We, the unwilling, led by the unknowing, are doing the impossible for the ungrateful. We have done so much, for so long, with so little, we are now qualified to do anything with nothing.

224KING

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Re: .257WBY
« Reply #6 on: May 19, 2017, 01:12:53 PM »
100 to 500 on Whitetails and copper bullets,use the 80gr.TTSX or the 100gr.TTSX.
Don't let the small size of the 80gr. fool you.They are awesome killers.
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Re: .257WBY
« Reply #7 on: May 19, 2017, 08:53:04 PM »
Though I haven't hunted elk, let alone with a 257 WBY, I wouldn't discount it as a viable cartridge. Many elk are taken each year with bows, afterall. Furthermore, Roy took a cape buffalo with the 257, not recommending that, but it shows the potential of the cartridge.

What will be important is bullet construction and shot placement. Shooter discretion is key. Don't take a marginal shot, don't take a shot you can't make. The cartridge is plenty capable, but it does have limitations;as with all cartridges.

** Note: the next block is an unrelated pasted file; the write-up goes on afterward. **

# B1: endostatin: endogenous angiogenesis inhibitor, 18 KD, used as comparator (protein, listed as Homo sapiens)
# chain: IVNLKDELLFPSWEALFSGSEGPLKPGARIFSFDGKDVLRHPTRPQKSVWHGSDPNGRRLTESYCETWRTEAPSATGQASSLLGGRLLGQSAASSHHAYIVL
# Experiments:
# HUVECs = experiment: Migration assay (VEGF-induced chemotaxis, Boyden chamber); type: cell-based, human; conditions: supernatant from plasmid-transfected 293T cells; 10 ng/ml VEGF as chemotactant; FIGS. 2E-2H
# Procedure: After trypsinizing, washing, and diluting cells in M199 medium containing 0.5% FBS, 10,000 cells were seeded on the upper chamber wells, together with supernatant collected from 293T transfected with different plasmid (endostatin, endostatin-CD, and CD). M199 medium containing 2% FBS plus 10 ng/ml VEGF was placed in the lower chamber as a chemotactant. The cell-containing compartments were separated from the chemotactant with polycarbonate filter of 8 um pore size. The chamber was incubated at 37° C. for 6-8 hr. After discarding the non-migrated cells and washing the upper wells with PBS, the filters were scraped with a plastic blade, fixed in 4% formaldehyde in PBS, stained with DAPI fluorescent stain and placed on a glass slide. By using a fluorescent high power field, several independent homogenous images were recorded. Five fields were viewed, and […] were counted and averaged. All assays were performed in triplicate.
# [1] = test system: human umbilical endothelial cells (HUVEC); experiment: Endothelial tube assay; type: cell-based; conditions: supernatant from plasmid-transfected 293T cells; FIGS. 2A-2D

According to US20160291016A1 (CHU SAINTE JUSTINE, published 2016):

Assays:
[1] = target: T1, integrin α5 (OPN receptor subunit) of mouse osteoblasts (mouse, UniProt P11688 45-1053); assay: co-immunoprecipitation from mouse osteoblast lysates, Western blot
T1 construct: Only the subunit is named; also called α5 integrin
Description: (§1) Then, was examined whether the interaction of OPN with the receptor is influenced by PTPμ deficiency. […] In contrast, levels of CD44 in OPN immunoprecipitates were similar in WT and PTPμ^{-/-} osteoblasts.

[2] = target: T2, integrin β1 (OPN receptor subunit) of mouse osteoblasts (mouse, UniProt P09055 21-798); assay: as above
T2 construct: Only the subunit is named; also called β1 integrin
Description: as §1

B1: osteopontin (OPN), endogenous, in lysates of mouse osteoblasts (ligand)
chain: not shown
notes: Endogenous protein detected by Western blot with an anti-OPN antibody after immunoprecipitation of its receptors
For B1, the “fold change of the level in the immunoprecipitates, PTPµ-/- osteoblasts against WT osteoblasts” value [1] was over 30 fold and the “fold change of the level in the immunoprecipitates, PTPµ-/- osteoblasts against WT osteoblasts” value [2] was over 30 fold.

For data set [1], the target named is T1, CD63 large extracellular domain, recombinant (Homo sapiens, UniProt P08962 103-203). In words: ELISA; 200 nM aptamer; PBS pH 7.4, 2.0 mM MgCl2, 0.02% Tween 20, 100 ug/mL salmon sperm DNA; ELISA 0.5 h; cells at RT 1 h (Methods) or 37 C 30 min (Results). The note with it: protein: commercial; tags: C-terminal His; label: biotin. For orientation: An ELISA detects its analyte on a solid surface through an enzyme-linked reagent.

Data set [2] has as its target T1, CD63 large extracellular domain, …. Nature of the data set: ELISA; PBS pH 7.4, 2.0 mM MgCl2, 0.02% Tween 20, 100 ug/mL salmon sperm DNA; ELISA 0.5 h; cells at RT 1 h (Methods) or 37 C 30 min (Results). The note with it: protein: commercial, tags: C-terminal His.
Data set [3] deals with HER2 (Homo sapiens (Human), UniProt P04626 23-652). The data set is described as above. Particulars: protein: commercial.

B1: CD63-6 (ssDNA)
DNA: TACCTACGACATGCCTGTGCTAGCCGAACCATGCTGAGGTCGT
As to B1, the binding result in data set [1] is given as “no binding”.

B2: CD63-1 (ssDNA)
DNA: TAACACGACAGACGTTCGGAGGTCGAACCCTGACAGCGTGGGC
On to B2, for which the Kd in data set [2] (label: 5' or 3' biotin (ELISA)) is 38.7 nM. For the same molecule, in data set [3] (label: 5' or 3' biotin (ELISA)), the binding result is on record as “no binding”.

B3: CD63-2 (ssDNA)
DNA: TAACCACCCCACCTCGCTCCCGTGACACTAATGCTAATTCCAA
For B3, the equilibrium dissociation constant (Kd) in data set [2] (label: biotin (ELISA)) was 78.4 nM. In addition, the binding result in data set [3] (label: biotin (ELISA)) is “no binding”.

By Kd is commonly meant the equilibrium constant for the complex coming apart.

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Re: .257WBY
« Reply #8 on: May 21, 2017, 10:17:32 AM »
Does Barnes still make the 115 grain bullet? I have never been elk hunting but I would think if you kept your range to a little over 300 or less you would be fine. When I hold a .257 cartridge I wonder what it wouldn't kill. If you use a Barnes bullet you know more of that bullet will be left than if you used a lead core bullet if that something you were worried about.
Chris Kiefner

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Michiganhunter

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Re: .257WBY
« Reply #9 on: May 21, 2017, 12:04:32 PM »